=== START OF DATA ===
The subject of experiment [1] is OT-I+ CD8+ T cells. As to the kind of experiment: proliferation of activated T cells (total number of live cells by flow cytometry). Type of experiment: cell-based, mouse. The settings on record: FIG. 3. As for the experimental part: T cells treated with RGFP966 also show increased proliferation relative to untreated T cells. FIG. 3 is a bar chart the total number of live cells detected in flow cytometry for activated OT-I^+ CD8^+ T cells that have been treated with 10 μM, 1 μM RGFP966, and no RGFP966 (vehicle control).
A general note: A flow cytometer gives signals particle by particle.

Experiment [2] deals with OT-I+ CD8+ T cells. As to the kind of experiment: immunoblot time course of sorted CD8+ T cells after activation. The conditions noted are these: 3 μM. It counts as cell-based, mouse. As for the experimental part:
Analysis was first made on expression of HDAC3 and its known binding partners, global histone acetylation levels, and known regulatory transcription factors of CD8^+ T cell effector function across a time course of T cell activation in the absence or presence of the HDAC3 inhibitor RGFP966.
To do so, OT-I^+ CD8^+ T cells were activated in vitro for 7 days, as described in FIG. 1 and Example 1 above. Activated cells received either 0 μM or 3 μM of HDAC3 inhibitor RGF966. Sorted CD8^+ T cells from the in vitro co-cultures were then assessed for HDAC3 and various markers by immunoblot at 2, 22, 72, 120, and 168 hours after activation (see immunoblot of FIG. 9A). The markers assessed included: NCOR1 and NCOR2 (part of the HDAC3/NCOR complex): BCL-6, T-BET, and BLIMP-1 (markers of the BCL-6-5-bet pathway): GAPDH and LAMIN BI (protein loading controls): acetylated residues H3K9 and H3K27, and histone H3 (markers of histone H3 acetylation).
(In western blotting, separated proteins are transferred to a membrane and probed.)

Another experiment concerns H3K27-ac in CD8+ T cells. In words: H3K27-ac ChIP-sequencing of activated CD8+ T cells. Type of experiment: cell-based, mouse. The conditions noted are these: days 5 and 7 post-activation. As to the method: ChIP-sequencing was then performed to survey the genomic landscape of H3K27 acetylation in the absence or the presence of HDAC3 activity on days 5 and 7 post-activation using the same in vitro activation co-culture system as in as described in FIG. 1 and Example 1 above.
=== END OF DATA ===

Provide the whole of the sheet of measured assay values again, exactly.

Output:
The subject of experiment [1] is OT-I+ CD8+ T cells. As to the kind of experiment: proliferation of activated T cells (total number of live cells by flow cytometry). Type of experiment: cell-based, mouse. The settings on record: FIG. 3. As for the experimental part: T cells treated with RGFP966 also show increased proliferation relative to untreated T cells. FIG. 3 is a bar chart the total number of live cells detected in flow cytometry for activated OT-I^+ CD8^+ T cells that have been treated with 10 μM, 1 μM RGFP966, and no RGFP966 (vehicle control).
A general note: A flow cytometer gives signals particle by particle.

Experiment [2] deals with OT-I+ CD8+ T cells. As to the kind of experiment: immunoblot time course of sorted CD8+ T cells after activation. The conditions noted are these: 3 μM. It counts as cell-based, mouse. As for the experimental part:
Analysis was first made on expression of HDAC3 and its known binding partners, global histone acetylation levels, and known regulatory transcription factors of CD8^+ T cell effector function across a time course of T cell activation in the absence or presence of the HDAC3 inhibitor RGFP966.
To do so, OT-I^+ CD8^+ T cells were activated in vitro for 7 days, as described in FIG. 1 and Example 1 above. Activated cells received either 0 μM or 3 μM of HDAC3 inhibitor RGF966. Sorted CD8^+ T cells from the in vitro co-cultures were then assessed for HDAC3 and various markers by immunoblot at 2, 22, 72, 120, and 168 hours after activation (see immunoblot of FIG. 9A). The markers assessed included: NCOR1 and NCOR2 (part of the HDAC3/NCOR complex): BCL-6, T-BET, and BLIMP-1 (markers of the BCL-6-5-bet pathway): GAPDH and LAMIN BI (protein loading controls): acetylated residues H3K9 and H3K27, and histone H3 (markers of histone H3 acetylation).
(In western blotting, separated proteins are transferred to a membrane and probed.)

Another experiment concerns H3K27-ac in CD8+ T cells. In words: H3K27-ac ChIP-sequencing of activated CD8+ T cells. Type of experiment: cell-based, mouse. The conditions noted are these: days 5 and 7 post-activation. As to the method: ChIP-sequencing was then performed to survey the genomic landscape of H3K27 acetylation in the absence or the presence of HDAC3 activity on days 5 and 7 post-activation using the same in vitro activation co-culture system as in as described in FIG. 1 and Example 1 above.